Heading into the Second World War, the Nazis introduced new policies that not only caused the unemployment rate to drop, it created a competent war machine in clear violation of the Treaty of Versailles. The Third Reich implemented a draft and built factories to supply its quickly expanding military. Both of these actions created jobs for many Germans who had been struggling from the economic collapse following World War I. 151 billion 2009 euros)." After World War II, Germany was discovered to have exploited the economies of the countries it invaded. The most important among these, according to historians Boldorf and Scherner, was France and “her highly developed economy… [being] one of the biggest in Europe.” This is further supported when they later reveal how the French economy provided for 11 percent of Germany's national income (during the occupation) which covered five months of Germany's total income for the war. Using extortion and forced labor, the Nazis siphoned off much of France's economic output. For example, during the early months of the Nazi occupation, the French puppet government was forced to pay a "quartering" fee of twenty million Reichmarks per day. Supposedly, the fee was payment for the Nazi occupation forces. In reality, the money was used to fuel the Nazi war economy. Germany employed numerous methods to support its war effort. However, due to the Nazi's surrender to the Allies, it is hard to tell what their economic policies would have yielded in the long term.However, it is worth noting that while unemployment rates plummeted, “by 1939, government debt stood at over 40 billion Reichsmarks (equivalent to
Total war is warfare that includes any and all civilian-associated resources and infrastructure as legitimate military targets, mobilizes all of the resources of society to fight the war, and gives priority to warfare over non-combatant needs. The Oxford Living Dictionaries defines "total war" as "A war that is unrestricted in terms of the weapons used, the territory or combatants involved, or the objectives pursued, especially one in which the laws of war are disregarded."
Rationing is the controlled distribution of scarce resources, goods, services, or an artificial restriction of demand. Rationing controls the size of the ration, which is one's allowed portion of the resources being distributed on a particular day or at a particular time. There are many forms of rationing, and in western civilization people experience some of them in daily life without realizing it.
The history of the United States from 1918 through 1945 covers the post-World War I era, the Great Depression, and World War II. After World War I, the U.S. rejected the Treaty of Versailles and did not join the League of Nations.
Nazism and the acts of the Nazi German state profoundly affected many countries, communities, and people before, during and after World War II. The regime's attempt to exterminate several groups viewed as subhuman by Nazi ideology was eventually stopped by the combined efforts of the wartime Allies headed by Britain, the Soviet Union, and the United States.
Mobilization, in military terminology, is the act of assembling and readying troops and supplies for war. The word mobilization was first used, in a military context, in the 1850s to describe the preparation of the Imperial Russian Army. Mobilization theories and tactics have continuously changed since then. The opposite of mobilization is demobilization.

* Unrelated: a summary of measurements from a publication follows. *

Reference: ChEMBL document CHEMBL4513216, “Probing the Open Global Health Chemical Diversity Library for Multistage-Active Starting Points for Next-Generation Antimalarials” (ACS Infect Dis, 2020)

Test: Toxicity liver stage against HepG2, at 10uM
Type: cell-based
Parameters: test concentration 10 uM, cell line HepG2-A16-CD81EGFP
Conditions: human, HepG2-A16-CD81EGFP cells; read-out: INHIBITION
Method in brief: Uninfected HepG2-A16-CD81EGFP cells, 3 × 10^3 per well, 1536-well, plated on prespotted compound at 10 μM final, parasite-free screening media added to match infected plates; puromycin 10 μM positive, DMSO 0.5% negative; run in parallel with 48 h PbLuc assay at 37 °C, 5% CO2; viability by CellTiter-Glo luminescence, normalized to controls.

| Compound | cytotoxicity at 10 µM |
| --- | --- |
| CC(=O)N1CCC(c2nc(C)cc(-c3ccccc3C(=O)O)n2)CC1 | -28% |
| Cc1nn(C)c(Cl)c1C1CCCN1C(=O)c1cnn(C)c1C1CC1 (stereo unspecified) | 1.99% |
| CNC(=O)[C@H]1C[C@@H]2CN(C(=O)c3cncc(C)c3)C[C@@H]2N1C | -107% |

East Germany had a command economy similar to the economic system in the Soviet Union and other Comecon member states. The state established production targets and prices and also allocated resources, codifying these decisions in comprehensive plans. The means of production were almost entirely state-owned.
Victory gardens, also called war gardens or food gardens for defense, were vegetable, fruit, and herb gardens planted at private residences and public parks in the United States, United Kingdom, Canada, Australia and Germany during World War I and World War II. In the war time governments encouraged people to plant victory gardens not only to supplement their rations but also to boost morale. George Washington Carver wrote an agricultural tract and promoted the idea of what he called a "Victory Garden". They were used along with Rationing Stamps and Cards to reduce pressure on the public food supply. Besides indirectly aiding the war effort, these gardens were also considered a civil "morale booster" in that gardeners could feel empowered by their contribution of labor and rewarded by the produce grown. This made victory gardens a part of daily life on the home front.
Julian Scherner was a Nazi Party official and a high-ranking member in the SS of Nazi Germany. During World War II, he served as the SS and Police Leader of Kraków, Germany-occupied Poland.
The term Wirtschaftswunder, also known as the Miracle on the Rhine, describes the rapid reconstruction and development of the economies of West Germany and Austria after World War II. The expression referring to this phenomenon was first used by The Times in 1950.
Military production during World War II includes the arms, ammunition, personnel and financing which were mobilized for the war. Military production, in this article, means everything produced by the belligerents from the occupation of Austria in early 1938 to the surrender and occupation of Japan in late 1945.